In one month, the price of your generic prescription doubles. The first person at your insurance company says “Oops, that’s a mistake,” but a second person tells you that the mistake was actually made when you were charged the original, lower price. Meanwhile, the insurance company’s website tells you that the lower price is the correct one — and none of these people actually seem to give a damn. [More]
Giant drug manufacturer GlaxoSmithKline announced today that it intends to stop paying doctors to prescribe more of the company’s drugs, a move that could possibly entice other large pharma companies to do the same. [More]
If you don’t mind trading your shopping history and personal data for free stuff or discounts, loyalty card programs offer some great benefits if you were going to be loyal to a business in the first place. The question is, how much of your privacy are you willing to give up for some discounts? [More]
Don’t expect your mail-order pharmacy to look out for you or for your health. That’s what reader Kathleen learned when her auto-refill prescription got auto-refilled, in spite of her new and exciting prescription for the same medication in a higher dose. Isn’t the point to having everything run by benevolent computers that they’re smarter than we are, and don’t make silly human errors? [More]
We’ve covered the topic of low-cost generic medicines in the past, helping a reader save more than $300 in out-of-pocket expenses every year by filling his prescriptions at a discount store and not using his health insurance. That’s just one person, though. Can this plan work for everyone? Our sibling publication Consumer Reports deployed their nationwide network of secret shoppers to find out.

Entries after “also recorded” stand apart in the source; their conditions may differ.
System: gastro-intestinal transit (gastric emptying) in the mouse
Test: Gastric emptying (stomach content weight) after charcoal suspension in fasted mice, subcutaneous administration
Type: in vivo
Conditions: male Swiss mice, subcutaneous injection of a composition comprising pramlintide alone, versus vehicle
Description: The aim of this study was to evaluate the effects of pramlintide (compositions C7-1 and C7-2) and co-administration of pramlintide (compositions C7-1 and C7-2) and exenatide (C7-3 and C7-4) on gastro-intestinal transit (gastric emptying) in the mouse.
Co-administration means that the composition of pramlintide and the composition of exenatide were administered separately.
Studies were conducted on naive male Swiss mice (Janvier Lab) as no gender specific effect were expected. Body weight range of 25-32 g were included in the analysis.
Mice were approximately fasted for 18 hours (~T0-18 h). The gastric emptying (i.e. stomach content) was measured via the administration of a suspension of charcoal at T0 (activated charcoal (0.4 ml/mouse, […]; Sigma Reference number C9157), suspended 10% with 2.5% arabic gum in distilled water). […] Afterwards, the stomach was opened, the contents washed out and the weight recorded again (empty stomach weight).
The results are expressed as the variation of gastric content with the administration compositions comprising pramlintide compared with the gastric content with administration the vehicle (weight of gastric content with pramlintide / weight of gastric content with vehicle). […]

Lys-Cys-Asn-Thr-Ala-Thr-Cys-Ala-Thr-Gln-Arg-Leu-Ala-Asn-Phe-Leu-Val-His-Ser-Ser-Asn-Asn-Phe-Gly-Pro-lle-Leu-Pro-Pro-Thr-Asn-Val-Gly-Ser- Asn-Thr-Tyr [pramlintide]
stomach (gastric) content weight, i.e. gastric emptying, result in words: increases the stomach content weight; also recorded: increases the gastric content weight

Jeff takes the generic form of Adderall, a mild stimulant prescribed for Attention Deficit Disorder. His health insurance uses prescription benefit company Caremark, which CVS owns, so he can pick up the 90-day refills that normally would go through mail order at a retail CVS pharmacy. Yay, how convenient! Only he ran into a problem the last time he needed to get more pills. The pharmacy technician demanded photo ID in order to drop off his prescription. To pick up the bottle of 90 pills, sure: it’s a controlled substance. But to drop off the prescription? [More]
Amanda was exhausted, after dealing with her mother’s post-surgery care and bringing her home from the hospital. Neither of them anticipated that the biggest problem would that day be with getting her post-discharge prescriptions filled. One of the medications was more obscure than she had imagined. They visited three different pharmacies in their rural area and were ready to give up hope when they finally visited the pharmacy at the local Meijer. They had the drugs! For $250! Oh, no.
Zolpidem, the active ingredient in prescription sleep aids Ambien, Edluar, and Zolpimist, is apparently leaving some users — especially women — groggy and impaired in the morning. Thus, the FDA is requiring the manufacturers of these drugs to lower the current recommended doses. [More]
Last month, we wrote about how a number of pharmacists at chains like CVS, Walgreens, and Target were being pressured by management to put customers into auto-refill programs, which led to some customers being enrolled in the program without their approval. Now Target says that it no longer measures pharmacists’ success by how many people they place into auto-refills. [More]